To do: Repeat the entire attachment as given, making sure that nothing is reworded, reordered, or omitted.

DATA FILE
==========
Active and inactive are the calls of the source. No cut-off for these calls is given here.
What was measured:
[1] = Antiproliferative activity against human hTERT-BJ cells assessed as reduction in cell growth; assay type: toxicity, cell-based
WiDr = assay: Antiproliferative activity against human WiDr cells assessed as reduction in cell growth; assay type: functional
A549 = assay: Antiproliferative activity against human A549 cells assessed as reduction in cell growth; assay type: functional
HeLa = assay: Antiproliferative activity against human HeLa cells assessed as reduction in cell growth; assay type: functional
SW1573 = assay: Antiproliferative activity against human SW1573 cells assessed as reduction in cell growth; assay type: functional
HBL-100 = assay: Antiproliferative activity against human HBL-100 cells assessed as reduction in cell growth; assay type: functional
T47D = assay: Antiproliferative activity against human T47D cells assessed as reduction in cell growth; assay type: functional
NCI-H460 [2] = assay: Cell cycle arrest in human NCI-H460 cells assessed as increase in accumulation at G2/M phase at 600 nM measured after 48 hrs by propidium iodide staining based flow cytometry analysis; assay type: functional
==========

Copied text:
Active and inactive are the calls of the source. No cut-off for these calls is given here.
What was measured:
[1] = Antiproliferative activity against human hTERT-BJ cells assessed as reduction in cell growth; assay type: toxicity, cell-based
WiDr = assay: Antiproliferative activity against human WiDr cells assessed as reduction in cell growth; assay type: functional
A549 = assay: Antiproliferative activity against human A549 cells assessed as reduction in cell growth; assay type: functional
HeLa = assay: Antiproliferative activity against human HeLa cells assessed as reduction in cell growth; assay type: functional
SW1573 = assay: Antiproliferative activity against human SW1573 cells assessed as reduction in cell growth; assay type: functional
HBL-100 = assay: Antiproliferative activity against human HBL-100 cells assessed as reduction in cell growth; assay type: functional
T47D = assay: Antiproliferative activity against human T47D cells assessed as reduction in cell growth; assay type: functional
NCI-H460 [2] = assay: Cell cycle arrest in human NCI-H460 cells assessed as increase in accumulation at G2/M phase at 600 nM measured after 48 hrs by propidium iodide staining based flow cytometry analysis; assay type: functional